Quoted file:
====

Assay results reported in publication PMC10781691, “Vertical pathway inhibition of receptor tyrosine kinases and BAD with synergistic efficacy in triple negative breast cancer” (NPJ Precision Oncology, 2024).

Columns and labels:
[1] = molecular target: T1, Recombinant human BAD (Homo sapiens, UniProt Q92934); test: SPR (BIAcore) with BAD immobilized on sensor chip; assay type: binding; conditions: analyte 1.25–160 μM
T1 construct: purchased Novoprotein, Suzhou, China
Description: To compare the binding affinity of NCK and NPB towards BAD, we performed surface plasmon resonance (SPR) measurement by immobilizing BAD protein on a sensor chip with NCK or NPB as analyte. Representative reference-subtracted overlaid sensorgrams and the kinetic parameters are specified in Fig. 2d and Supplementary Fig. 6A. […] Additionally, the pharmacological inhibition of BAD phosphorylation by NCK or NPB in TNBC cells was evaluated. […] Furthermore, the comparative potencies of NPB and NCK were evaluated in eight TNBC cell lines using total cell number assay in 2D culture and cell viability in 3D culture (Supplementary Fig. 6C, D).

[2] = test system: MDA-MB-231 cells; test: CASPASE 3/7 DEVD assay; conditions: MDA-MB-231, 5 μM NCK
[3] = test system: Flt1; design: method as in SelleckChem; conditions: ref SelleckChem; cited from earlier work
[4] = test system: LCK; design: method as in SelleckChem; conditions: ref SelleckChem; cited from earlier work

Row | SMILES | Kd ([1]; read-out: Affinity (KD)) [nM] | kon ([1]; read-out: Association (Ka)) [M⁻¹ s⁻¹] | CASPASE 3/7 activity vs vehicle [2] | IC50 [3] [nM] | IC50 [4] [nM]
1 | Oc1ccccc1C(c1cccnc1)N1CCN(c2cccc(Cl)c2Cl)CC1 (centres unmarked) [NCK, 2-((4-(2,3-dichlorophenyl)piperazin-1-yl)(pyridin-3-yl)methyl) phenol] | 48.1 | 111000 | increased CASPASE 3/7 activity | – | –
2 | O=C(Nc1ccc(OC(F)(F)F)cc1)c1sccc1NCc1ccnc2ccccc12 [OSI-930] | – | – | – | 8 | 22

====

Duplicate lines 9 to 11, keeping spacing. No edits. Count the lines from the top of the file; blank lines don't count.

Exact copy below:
Row | SMILES | Kd ([1]; read-out: Affinity (KD)) [nM] | kon ([1]; read-out: Association (Ka)) [M⁻¹ s⁻¹] | CASPASE 3/7 activity vs vehicle [2] | IC50 [3] [nM] | IC50 [4] [nM]
1 | Oc1ccccc1C(c1cccnc1)N1CCN(c2cccc(Cl)c2Cl)CC1 (centres unmarked) [NCK, 2-((4-(2,3-dichlorophenyl)piperazin-1-yl)(pyridin-3-yl)methyl) phenol] | 48.1 | 111000 | increased CASPASE 3/7 activity | – | –
2 | O=C(Nc1ccc(OC(F)(F)F)cc1)c1sccc1NCc1ccnc2ccccc12 [OSI-930] | – | – | – | 8 | 22